The Unification Ministry will give South Korean companies hit by the suspension of inter-Korean trade and economic cooperation some W7.5 billion (US$1=W1,119) in financial assistance, a spokesman said Tuesday.
"There's a need to help all firms affected by economic sanctions on the North imposed on May 24, 2010 [in the wake of the sinking of the Navy corvette Cheonan in March that year] and by the suspension of package tours to Mt. Kumgang," the spokesman said. The ministry will give them emergency cash pay from the Inter-Korean Cooperation Fund.
A total of about 650 firms will benefit. They include about a dozen that had invested in the North for two years before the sanctions, and about 600 companies that did business with it for one year before the sanctions. Hyundai-Asan, the struggling tour operator that ran the Mt. Kumgang package programs, and its 30-odd affiliates are also among the beneficiaries.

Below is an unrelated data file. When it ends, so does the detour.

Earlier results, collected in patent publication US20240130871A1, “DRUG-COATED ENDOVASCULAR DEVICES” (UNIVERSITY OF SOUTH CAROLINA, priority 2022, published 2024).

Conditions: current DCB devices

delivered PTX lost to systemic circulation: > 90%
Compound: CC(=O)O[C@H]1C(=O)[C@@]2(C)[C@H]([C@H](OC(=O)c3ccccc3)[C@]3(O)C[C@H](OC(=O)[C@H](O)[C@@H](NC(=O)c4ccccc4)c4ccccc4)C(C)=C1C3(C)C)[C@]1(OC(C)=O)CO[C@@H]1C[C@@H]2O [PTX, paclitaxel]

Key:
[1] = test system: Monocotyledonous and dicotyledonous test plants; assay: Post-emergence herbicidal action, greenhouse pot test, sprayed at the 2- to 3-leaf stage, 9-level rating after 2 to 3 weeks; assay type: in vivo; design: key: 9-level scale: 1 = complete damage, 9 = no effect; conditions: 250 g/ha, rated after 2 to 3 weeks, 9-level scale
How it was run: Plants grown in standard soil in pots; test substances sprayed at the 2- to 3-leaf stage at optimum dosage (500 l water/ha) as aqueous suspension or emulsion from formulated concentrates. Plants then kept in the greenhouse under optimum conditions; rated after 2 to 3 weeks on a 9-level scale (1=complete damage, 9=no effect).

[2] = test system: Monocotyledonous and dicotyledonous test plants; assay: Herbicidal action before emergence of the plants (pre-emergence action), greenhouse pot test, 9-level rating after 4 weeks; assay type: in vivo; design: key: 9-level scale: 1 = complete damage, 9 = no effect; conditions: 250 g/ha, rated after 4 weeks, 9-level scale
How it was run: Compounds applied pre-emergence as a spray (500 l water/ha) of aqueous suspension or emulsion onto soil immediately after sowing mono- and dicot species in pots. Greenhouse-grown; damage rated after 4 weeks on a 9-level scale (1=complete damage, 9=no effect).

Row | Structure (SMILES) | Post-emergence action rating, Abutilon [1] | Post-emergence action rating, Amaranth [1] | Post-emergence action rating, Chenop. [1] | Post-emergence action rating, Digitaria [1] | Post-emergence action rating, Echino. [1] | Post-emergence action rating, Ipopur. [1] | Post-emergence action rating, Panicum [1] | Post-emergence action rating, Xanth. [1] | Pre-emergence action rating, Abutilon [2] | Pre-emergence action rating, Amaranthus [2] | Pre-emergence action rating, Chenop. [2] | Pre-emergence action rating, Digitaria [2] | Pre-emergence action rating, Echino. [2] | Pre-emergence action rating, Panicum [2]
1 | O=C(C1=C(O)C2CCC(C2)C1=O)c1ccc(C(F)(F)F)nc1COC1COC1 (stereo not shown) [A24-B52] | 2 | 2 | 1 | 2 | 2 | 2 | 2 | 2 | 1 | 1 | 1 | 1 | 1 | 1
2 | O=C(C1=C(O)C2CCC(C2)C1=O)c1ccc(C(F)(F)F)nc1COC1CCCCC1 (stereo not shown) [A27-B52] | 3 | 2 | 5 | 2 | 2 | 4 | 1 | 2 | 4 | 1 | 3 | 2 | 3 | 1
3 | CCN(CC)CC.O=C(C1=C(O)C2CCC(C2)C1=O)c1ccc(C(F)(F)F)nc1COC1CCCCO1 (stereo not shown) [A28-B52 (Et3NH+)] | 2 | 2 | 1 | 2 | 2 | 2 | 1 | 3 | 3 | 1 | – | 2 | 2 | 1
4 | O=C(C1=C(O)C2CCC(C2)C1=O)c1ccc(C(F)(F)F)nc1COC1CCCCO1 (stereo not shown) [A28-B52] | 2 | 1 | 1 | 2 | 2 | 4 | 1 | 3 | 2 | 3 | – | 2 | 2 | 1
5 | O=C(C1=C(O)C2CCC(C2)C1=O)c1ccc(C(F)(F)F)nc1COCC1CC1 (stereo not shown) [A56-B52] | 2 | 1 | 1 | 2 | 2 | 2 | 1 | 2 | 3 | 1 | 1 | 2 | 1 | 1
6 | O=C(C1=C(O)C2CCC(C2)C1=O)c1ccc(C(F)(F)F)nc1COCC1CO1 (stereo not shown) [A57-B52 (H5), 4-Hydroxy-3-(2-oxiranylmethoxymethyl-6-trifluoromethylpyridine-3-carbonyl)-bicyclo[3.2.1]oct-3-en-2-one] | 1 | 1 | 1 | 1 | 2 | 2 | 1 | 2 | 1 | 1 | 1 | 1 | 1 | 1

They will get somewhere between W5 million and W20 million each depending on the volume of investment or transactions.
Since the sanctions were imposed, the government has also given affected firms low-interest loans worth W56.9 billion, but this is the first cash handout.
The government's decision has come in for some criticism from people who feel companies that invest in North Korea have only themselves to blame. Prof. Cho Dong-ho of Ewha Womans University said, "There's a natural 'North Korea risk' as far as business is concerned. Nobody twisted their arm to do business with the North. They all went in with their eyes wide open, so it's nonsense to give them taxpayers' money just because it didn't work out."
A former ministry official said the firms are in the predicament now because North Korea refuses to apologize for killing a South Korean tourist in Mt. Kumgang, sinking the Cheonan, and shelling Yeonpyeong Island. "The government has been taken in by left-wing sophistry which blames the economic sanctions for souring inter-Korean relations and devastating South Korean firms."